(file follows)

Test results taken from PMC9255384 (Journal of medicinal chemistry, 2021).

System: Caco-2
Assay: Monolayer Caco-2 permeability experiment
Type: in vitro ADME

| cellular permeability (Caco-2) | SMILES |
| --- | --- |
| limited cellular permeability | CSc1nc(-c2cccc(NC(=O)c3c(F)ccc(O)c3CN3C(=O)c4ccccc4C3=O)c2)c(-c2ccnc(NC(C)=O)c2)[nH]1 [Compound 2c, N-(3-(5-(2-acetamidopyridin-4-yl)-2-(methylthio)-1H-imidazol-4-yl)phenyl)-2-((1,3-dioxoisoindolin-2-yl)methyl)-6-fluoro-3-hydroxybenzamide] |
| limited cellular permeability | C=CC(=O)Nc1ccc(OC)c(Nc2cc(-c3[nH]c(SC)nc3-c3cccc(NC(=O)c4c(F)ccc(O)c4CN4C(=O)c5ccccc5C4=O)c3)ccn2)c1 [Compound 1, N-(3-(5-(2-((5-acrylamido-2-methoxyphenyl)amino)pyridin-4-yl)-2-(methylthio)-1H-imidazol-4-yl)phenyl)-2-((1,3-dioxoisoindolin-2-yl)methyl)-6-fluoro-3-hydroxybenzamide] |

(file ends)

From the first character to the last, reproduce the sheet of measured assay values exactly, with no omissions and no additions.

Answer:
Test results taken from PMC9255384 (Journal of medicinal chemistry, 2021).

System: Caco-2
Assay: Monolayer Caco-2 permeability experiment
Type: in vitro ADME

| cellular permeability (Caco-2) | SMILES |
| --- | --- |
| limited cellular permeability | CSc1nc(-c2cccc(NC(=O)c3c(F)ccc(O)c3CN3C(=O)c4ccccc4C3=O)c2)c(-c2ccnc(NC(C)=O)c2)[nH]1 [Compound 2c, N-(3-(5-(2-acetamidopyridin-4-yl)-2-(methylthio)-1H-imidazol-4-yl)phenyl)-2-((1,3-dioxoisoindolin-2-yl)methyl)-6-fluoro-3-hydroxybenzamide] |
| limited cellular permeability | C=CC(=O)Nc1ccc(OC)c(Nc2cc(-c3[nH]c(SC)nc3-c3cccc(NC(=O)c4c(F)ccc(O)c4CN4C(=O)c5ccccc5C4=O)c3)ccn2)c1 [Compound 1, N-(3-(5-(2-((5-acrylamido-2-methoxyphenyl)amino)pyridin-4-yl)-2-(methylthio)-1H-imidazol-4-yl)phenyl)-2-((1,3-dioxoisoindolin-2-yl)methyl)-6-fluoro-3-hydroxybenzamide] |